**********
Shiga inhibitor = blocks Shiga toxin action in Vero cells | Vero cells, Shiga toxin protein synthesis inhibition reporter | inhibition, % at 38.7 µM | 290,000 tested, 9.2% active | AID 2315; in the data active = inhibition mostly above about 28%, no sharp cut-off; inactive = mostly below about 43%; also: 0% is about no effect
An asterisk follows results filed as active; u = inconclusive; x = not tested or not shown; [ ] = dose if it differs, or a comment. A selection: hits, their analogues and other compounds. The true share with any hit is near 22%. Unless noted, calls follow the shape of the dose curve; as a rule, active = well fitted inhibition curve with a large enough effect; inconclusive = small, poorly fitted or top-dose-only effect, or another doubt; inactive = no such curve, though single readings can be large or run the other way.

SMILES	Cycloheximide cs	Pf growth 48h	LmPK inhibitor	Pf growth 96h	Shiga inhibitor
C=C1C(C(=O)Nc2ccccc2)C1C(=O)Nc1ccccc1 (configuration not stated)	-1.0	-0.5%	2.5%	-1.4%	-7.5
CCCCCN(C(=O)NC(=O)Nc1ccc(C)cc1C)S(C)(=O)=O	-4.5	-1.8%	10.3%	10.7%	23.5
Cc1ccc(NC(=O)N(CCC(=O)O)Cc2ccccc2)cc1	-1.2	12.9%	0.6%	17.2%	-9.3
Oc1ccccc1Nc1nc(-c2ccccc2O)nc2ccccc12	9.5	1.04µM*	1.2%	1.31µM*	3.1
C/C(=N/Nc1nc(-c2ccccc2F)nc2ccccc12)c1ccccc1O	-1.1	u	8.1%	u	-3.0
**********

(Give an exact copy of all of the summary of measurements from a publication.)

Shiga inhibitor = blocks Shiga toxin action in Vero cells | Vero cells, Shiga toxin protein synthesis inhibition reporter | inhibition, % at 38.7 µM | 290,000 tested, 9.2% active | AID 2315; in the data active = inhibition mostly above about 28%, no sharp cut-off; inactive = mostly below about 43%; also: 0% is about no effect
An asterisk follows results filed as active; u = inconclusive; x = not tested or not shown; [ ] = dose if it differs, or a comment. A selection: hits, their analogues and other compounds. The true share with any hit is near 22%. Unless noted, calls follow the shape of the dose curve; as a rule, active = well fitted inhibition curve with a large enough effect; inconclusive = small, poorly fitted or top-dose-only effect, or another doubt; inactive = no such curve, though single readings can be large or run the other way.

SMILES	Cycloheximide cs	Pf growth 48h	LmPK inhibitor	Pf growth 96h	Shiga inhibitor
C=C1C(C(=O)Nc2ccccc2)C1C(=O)Nc1ccccc1 (configuration not stated)	-1.0	-0.5%	2.5%	-1.4%	-7.5
CCCCCN(C(=O)NC(=O)Nc1ccc(C)cc1C)S(C)(=O)=O	-4.5	-1.8%	10.3%	10.7%	23.5
Cc1ccc(NC(=O)N(CCC(=O)O)Cc2ccccc2)cc1	-1.2	12.9%	0.6%	17.2%	-9.3
Oc1ccccc1Nc1nc(-c2ccccc2O)nc2ccccc12	9.5	1.04µM*	1.2%	1.31µM*	3.1
C/C(=N/Nc1nc(-c2ccccc2F)nc2ccccc12)c1ccccc1O	-1.1	u	8.1%	u	-3.0